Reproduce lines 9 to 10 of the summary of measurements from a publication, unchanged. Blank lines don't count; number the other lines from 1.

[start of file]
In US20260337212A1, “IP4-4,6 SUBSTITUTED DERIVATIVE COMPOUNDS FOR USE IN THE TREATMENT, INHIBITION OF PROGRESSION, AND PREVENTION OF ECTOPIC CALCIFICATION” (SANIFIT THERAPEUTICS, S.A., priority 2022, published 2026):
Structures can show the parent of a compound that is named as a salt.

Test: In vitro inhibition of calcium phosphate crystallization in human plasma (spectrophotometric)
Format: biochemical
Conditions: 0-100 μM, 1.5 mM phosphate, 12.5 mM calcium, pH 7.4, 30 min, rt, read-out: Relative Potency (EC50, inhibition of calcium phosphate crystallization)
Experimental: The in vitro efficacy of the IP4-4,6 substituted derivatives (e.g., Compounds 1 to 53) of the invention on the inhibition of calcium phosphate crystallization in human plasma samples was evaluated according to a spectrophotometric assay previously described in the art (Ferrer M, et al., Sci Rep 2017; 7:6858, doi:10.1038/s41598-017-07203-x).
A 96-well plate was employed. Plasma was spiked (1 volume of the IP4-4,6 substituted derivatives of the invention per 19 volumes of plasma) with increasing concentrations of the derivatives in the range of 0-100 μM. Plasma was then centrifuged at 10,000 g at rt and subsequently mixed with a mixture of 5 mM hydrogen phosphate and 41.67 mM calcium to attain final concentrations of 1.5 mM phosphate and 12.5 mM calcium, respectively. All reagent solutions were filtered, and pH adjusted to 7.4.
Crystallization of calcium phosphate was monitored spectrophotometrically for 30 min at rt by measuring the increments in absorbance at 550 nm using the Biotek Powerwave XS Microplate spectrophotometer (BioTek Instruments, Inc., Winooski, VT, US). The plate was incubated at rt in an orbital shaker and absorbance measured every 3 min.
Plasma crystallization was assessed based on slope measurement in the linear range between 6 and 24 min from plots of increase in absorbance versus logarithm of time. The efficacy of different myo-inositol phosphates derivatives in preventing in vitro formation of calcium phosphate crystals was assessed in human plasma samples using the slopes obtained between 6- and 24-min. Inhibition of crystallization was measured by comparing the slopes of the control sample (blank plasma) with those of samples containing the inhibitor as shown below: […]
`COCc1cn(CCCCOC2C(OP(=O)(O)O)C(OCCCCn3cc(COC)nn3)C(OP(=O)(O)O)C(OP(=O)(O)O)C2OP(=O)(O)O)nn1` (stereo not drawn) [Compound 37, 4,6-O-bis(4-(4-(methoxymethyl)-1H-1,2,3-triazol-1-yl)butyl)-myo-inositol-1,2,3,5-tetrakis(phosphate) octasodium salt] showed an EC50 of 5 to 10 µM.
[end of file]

Plasma crystallization was assessed based on slope measurement in the linear range between 6 and 24 min from plots of increase in absorbance versus logarithm of time. The efficacy of different myo-inositol phosphates derivatives in preventing in vitro formation of calcium phosphate crystals was assessed in human plasma samples using the slopes obtained between 6- and 24-min. Inhibition of crystallization was measured by comparing the slopes of the control sample (blank plasma) with those of samples containing the inhibitor as shown below: […]
`COCc1cn(CCCCOC2C(OP(=O)(O)O)C(OCCCCn3cc(COC)nn3)C(OP(=O)(O)O)C(OP(=O)(O)O)C2OP(=O)(O)O)nn1` (stereo not drawn) [Compound 37, 4,6-O-bis(4-(4-(methoxymethyl)-1H-1,2,3-triazol-1-yl)butyl)-myo-inositol-1,2,3,5-tetrakis(phosphate) octasodium salt] showed an EC50 of 5 to 10 µM.